This morning I feel good ... ready to deal with the world ... ready to write the articles that were due yesterday for our organisations newspaper thing and a few other things and then to join the rest of the staff at the zoo ...

We're going to the zoo, zoo, zoo
How about you, you, you?!
(the favourite song around the office at the moment!)

Tuesday, July 26, 2005

Twelve months ago

This time twelve months ago I had no idea what was about to happen - none of us did. Paul had been at Search for Life and come home ... we imagine he was watching Six Feet Under ... none of us had an incling of what was going to happen in a few hours time. None of us knew the numbness, pain, agony, tears that was coming, none of us knew the way that God would hold us and bring us to a deeper trust in him and contentment, despite and even through what really is still a tragedy. But these things, and much more, have been some of our experience as we have experienced much grief over Paul's death.
It is twelve months on. As Julie and i were saying today - on one level it feels like yesterday, on another it feels like a lifetime ago. It seems like I should be watching Six Feet Under right now ...
Numbness is real tonight, words certainly don't cut it.
I remember well the phone call from Julie during the night after I heard about Paul's death. The phone was by my bed, expecting her call. It had been a restless night ... words didn't cut it then, they don't cut it now.
The week following that rates as one of the most agonising and growing in my life.
Being present with, physically and in spirit, in word and silence, in joy and sadness, in laughter and tears, at wineries and on the beach - have all found new meaning as I have walked with others who have also grieved (and are grieving), as I've let myself grieve and as I've had the privelge of having others be present with me in various ways as I've grieved ... and as I've known God's presence deeply in it all.
The feelings are still mixed ... grief is still real ... I'm more convinced than ever of the tragedy that it is ... I know myself more deeply than ever ... I value life more deeply than ever ... I know some people more deeply and intimately because of it all ...
I know and trust that God is good more than ever before.

A deep, anguished but contented sigh ... with tears running down my face ...

And I remember Julian of Norwich's prayer:
All is well and all shall be well and all manner of things shall be well.

Friday, July 22, 2005

Taking the Role

One of the things we discussed last weekend at the Directors Weekend for SU Missions and Camps was the importance of taking the role that you are in. We find that many directors really struggle with the fact that often they are leading people who are there friends and often the same age or sometimes older than them. We were encouraging them to think through lots of things related to that but one of them was how important it is to assume and live in the role that you have. Good stuff - and I think helpful for some directors.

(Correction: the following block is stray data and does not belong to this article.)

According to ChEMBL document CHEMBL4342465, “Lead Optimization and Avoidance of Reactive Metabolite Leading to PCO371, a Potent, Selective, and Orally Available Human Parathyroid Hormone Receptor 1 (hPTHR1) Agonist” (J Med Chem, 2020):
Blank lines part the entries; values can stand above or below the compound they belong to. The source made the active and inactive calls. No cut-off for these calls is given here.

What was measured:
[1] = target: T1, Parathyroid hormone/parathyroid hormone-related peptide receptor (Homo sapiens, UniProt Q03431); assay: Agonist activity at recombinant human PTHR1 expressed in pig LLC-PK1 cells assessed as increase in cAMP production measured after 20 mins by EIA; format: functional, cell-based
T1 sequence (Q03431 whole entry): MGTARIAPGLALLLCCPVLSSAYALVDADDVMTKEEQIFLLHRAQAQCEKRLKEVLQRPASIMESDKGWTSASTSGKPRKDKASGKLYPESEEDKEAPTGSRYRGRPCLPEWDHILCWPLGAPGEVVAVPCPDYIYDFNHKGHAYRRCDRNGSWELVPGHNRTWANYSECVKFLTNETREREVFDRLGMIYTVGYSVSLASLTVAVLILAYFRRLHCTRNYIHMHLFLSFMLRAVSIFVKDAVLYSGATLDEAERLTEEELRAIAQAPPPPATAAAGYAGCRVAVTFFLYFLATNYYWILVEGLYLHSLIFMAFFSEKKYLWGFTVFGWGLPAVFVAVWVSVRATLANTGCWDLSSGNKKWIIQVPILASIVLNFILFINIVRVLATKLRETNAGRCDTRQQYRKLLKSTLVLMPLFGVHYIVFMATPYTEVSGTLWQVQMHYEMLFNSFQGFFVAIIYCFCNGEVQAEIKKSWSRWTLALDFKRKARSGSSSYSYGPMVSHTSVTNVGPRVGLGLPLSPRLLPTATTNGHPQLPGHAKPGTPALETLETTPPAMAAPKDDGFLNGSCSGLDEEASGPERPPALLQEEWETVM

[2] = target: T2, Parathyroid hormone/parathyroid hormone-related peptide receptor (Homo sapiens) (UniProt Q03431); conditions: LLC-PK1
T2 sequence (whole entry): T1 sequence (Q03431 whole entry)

So ... I've come back and several times this week been put in situations where I've been challenged in exactly that myself - sometimes doing very well, sometimes very badly. It most definately has been one of the challenges of my week - be the leader you are made to be.

Tuesday, July 19, 2005

So many thoughts, so little time

Life has been and continues to be incredibly full. It is very good and in many ways very fulfilling but I am extremely aware that it is too full in many ways - and that I'm increasingly desperate for space and to stop. Some of my rhythms of days and weeks have slipped in the last week (and months) and I know that it is very important to regain them. But in general, life is very good. This last weekend was the Directors Weekend for SU Victoria which I had the prime responsibility for (with other staff also involved). I'm thrilled with how it went. But I am exhausted and a whole range of things in my life have me thinking and processing.

Friday, July 08, 2005

A few thoughts from the Forge Nation Summit

Last weekend I was part of the Forge Nation Summit. Lots of thoughts and hopefully actions prompted for myself and others I went with and spoke to. I get stunned by God's timing and ability to work things into just what is needed for a person at a given time - that was the case for me and others.

Went to Hamo's workshop on Apostolic Leadership - great stuff and helpful to think through. He has listed what he walked about here.
Went to some workshops on The Theology of the Emerging Church. We talked about lots but the thing that I've really been left with is the thought from the story of the Prodigal Son that the Prodigal and the Older Brother don't talk. Has me thinking about lots of things.
I went to a panel on "what we can learn from ministry to the poor about ministry to the middle class" - great session but didn't really hit on that in the session because everyone on the panel are so passionate about ministry on the margins (could have benefitted from more of a range on the panel). I got lots out of it though. Here's some quote that I don't really know who said or wrote all of: